Dad Diary: How Dare I?

I have some nerve telling my kids they can “do anything” and should “follow their dreams.”  I have no business telling them to “dare greatly” and “don’t be afraid of failure” when I sit here, day after day, knowing I have a book inside me, and a screenplay that would 100% get made, if only I would write them.

I actually have three slam dunk movie script ideas.

But, those ideas are “in my head” and in my head they stay. It’s that whole “fear” thing, right? I know these are can’t-miss, slam-dunk ideas, but as long as I don’t finish them, write them down, and show them to anyone, well, I can cling to that illusion. I know full well that it’s possible when I finish that screenplay or finish that book, the next steps aren’t going to happen exactly as I dream they will.

What are the “next steps” in my fantasy? In the case of the screenplay (that I’ll co-write with my brother), we’ll approach the Sklar Brothers (who I’ve written the movie for), or I’ll work through my friend K.V. who knows Vance Degeneres, and I’ll have the perfect elevator pitch for the entire plot of the movie with the perfect title. They’ll admire my brashness, like I’m an older Quentin Terrantino, and the idea will be impossible to ignore. Somehow, we’ll sign papers and pitch it to studios and it will get made.

I don’t know how much money a screenwriter gets paid compared to everyone else who works on the movie, but I don’t even care all that much about that. I want my movie to get made.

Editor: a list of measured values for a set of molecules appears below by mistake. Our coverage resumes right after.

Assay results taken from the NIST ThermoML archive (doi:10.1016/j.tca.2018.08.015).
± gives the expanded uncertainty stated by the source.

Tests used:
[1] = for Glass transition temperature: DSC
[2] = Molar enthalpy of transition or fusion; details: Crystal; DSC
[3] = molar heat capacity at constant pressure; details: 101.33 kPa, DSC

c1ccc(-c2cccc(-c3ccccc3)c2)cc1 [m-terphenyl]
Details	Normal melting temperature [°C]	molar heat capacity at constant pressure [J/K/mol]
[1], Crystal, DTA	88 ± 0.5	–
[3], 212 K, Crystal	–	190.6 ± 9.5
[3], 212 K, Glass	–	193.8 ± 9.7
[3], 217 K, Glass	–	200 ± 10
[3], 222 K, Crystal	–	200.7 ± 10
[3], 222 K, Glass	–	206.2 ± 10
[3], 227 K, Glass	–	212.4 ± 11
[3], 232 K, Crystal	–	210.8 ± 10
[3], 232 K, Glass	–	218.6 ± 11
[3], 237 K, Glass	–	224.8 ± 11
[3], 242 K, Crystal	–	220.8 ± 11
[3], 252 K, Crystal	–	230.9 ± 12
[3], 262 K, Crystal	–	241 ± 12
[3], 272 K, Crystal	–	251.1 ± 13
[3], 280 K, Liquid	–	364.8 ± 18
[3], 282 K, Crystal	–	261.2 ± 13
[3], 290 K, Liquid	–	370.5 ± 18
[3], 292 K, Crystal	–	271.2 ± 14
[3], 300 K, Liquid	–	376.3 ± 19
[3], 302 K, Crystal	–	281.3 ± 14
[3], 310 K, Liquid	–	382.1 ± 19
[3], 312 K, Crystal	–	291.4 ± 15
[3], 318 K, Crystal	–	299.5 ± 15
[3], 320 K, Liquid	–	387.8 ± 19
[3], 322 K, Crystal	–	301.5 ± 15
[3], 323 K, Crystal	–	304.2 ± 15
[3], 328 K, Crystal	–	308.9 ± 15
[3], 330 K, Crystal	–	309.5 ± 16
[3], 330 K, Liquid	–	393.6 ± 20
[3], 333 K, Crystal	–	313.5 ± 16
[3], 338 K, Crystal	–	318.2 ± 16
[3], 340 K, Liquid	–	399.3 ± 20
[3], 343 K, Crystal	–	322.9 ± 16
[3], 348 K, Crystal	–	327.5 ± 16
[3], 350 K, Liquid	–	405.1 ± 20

My fantasy with the book? I’m writing it simply as a keepsake for my family, full of family stories, but the “fantasy” happens when someone outside of my family gets ahold of the book, loves all the stories and lessons, recognizes themselves (and all Americans in the stories) and overnight hundreds of thousands of copies of my book are ordered and I’m a “new voice” in literature.  People will call me a “late bloomer” because I didn’t write my first book until I was 45 years old, but all of a sudden, I’ll become a writer and author and for the next 20 years, I’ll write a series of books based on my experiences – experiences that I’ll just “have a way” of making humorous, interesting, and inspiring.

I wish I would’ve done this 10 years ago.  Nope. I wish I would’ve done this 15 years ago. Nope. 25 years ago when I was 20 years old.

Well. Why. Not. How?

My 11-year-old said to me when I talked about my movie idea, “come on, Dad. You should just do it.”

I should. I will.

 

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